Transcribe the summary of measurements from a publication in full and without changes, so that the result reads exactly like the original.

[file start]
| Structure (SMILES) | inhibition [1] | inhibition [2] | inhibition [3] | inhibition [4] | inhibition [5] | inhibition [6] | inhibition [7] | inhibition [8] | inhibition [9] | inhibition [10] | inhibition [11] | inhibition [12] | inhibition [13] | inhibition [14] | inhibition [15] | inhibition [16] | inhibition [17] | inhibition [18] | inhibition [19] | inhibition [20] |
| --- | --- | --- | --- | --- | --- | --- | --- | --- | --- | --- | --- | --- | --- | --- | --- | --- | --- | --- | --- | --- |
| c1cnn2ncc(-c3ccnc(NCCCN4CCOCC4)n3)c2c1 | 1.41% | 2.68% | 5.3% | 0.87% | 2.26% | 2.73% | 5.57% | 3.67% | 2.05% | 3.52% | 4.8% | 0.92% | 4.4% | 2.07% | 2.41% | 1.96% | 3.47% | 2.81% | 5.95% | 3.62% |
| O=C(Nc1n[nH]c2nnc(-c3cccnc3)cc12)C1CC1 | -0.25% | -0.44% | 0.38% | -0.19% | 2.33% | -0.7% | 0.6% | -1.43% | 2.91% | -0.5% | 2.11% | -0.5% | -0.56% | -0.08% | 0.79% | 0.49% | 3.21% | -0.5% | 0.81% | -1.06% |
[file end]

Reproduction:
| Structure (SMILES) | inhibition [1] | inhibition [2] | inhibition [3] | inhibition [4] | inhibition [5] | inhibition [6] | inhibition [7] | inhibition [8] | inhibition [9] | inhibition [10] | inhibition [11] | inhibition [12] | inhibition [13] | inhibition [14] | inhibition [15] | inhibition [16] | inhibition [17] | inhibition [18] | inhibition [19] | inhibition [20] |
| --- | --- | --- | --- | --- | --- | --- | --- | --- | --- | --- | --- | --- | --- | --- | --- | --- | --- | --- | --- | --- |
| c1cnn2ncc(-c3ccnc(NCCCN4CCOCC4)n3)c2c1 | 1.41% | 2.68% | 5.3% | 0.87% | 2.26% | 2.73% | 5.57% | 3.67% | 2.05% | 3.52% | 4.8% | 0.92% | 4.4% | 2.07% | 2.41% | 1.96% | 3.47% | 2.81% | 5.95% | 3.62% |
| O=C(Nc1n[nH]c2nnc(-c3cccnc3)cc12)C1CC1 | -0.25% | -0.44% | 0.38% | -0.19% | 2.33% | -0.7% | 0.6% | -1.43% | 2.91% | -0.5% | 2.11% | -0.5% | -0.56% | -0.08% | 0.79% | 0.49% | 3.21% | -0.5% | 0.81% | -1.06% |